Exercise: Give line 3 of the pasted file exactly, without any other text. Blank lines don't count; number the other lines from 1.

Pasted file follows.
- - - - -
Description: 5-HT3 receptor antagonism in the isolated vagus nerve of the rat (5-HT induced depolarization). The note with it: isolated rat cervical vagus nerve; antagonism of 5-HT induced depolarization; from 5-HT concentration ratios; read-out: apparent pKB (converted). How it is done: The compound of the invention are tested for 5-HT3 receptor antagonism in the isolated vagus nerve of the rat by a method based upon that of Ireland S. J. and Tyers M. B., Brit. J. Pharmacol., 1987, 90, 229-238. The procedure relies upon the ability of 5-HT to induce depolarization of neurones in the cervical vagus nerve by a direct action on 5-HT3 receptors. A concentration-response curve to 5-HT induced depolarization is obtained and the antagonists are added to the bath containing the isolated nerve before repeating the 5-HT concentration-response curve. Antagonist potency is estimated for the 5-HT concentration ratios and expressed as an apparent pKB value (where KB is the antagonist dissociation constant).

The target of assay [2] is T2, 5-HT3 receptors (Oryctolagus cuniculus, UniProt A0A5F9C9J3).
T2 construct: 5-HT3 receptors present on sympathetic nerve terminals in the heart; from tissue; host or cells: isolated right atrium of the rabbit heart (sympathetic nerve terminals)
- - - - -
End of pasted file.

T2 construct: 5-HT3 receptors present on sympathetic nerve terminals in the heart; from tissue; host or cells: isolated right atrium of the rabbit heart (sympathetic nerve terminals)